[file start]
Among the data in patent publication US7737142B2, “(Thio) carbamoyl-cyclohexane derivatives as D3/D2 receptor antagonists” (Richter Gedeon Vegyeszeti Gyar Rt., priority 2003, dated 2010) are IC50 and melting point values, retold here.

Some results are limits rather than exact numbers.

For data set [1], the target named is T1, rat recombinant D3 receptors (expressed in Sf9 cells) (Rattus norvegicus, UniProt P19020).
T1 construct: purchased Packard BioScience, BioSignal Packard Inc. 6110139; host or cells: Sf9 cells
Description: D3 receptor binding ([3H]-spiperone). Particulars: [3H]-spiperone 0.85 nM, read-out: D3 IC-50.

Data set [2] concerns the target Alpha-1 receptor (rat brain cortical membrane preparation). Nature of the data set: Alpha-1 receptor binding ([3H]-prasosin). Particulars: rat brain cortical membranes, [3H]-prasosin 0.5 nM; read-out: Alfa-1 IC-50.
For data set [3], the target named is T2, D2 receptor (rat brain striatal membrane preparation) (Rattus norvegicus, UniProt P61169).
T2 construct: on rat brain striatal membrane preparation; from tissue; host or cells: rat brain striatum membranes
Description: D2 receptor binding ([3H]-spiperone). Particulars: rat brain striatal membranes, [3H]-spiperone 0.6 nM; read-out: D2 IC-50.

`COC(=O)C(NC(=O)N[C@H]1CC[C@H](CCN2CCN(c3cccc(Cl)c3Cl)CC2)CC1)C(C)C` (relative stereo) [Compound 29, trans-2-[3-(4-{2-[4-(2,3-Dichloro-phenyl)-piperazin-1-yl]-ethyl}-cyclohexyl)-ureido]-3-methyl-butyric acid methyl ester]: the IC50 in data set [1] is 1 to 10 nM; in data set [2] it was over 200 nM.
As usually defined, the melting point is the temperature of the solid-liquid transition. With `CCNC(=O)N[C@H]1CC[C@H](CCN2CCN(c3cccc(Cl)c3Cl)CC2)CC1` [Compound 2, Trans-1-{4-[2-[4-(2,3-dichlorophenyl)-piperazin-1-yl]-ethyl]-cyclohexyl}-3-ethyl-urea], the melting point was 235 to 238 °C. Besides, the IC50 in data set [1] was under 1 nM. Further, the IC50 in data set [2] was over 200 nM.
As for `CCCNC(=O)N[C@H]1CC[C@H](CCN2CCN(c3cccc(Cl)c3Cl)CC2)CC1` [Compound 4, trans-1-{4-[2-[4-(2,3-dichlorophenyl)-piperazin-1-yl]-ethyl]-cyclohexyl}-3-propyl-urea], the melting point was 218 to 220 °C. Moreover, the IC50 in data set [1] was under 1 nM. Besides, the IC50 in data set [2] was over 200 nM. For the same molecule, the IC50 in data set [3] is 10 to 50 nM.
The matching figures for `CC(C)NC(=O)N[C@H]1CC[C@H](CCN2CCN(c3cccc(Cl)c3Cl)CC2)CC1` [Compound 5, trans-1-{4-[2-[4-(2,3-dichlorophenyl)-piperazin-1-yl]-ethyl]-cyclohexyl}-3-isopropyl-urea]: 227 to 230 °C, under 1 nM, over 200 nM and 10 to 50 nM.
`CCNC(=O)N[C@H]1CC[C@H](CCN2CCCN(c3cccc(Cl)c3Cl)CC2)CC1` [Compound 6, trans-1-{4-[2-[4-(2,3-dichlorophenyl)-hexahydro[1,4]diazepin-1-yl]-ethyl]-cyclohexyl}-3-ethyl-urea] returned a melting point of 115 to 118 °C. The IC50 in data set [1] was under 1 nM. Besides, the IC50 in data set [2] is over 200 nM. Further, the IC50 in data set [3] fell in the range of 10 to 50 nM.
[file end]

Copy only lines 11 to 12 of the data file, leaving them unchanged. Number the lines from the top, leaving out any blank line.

As usually defined, the melting point is the temperature of the solid-liquid transition. With `CCNC(=O)N[C@H]1CC[C@H](CCN2CCN(c3cccc(Cl)c3Cl)CC2)CC1` [Compound 2, Trans-1-{4-[2-[4-(2,3-dichlorophenyl)-piperazin-1-yl]-ethyl]-cyclohexyl}-3-ethyl-urea], the melting point was 235 to 238 °C. Besides, the IC50 in data set [1] was under 1 nM. Further, the IC50 in data set [2] was over 200 nM.
As for `CCCNC(=O)N[C@H]1CC[C@H](CCN2CCN(c3cccc(Cl)c3Cl)CC2)CC1` [Compound 4, trans-1-{4-[2-[4-(2,3-dichlorophenyl)-piperazin-1-yl]-ethyl]-cyclohexyl}-3-propyl-urea], the melting point was 218 to 220 °C. Moreover, the IC50 in data set [1] was under 1 nM. Besides, the IC50 in data set [2] was over 200 nM. For the same molecule, the IC50 in data set [3] is 10 to 50 nM.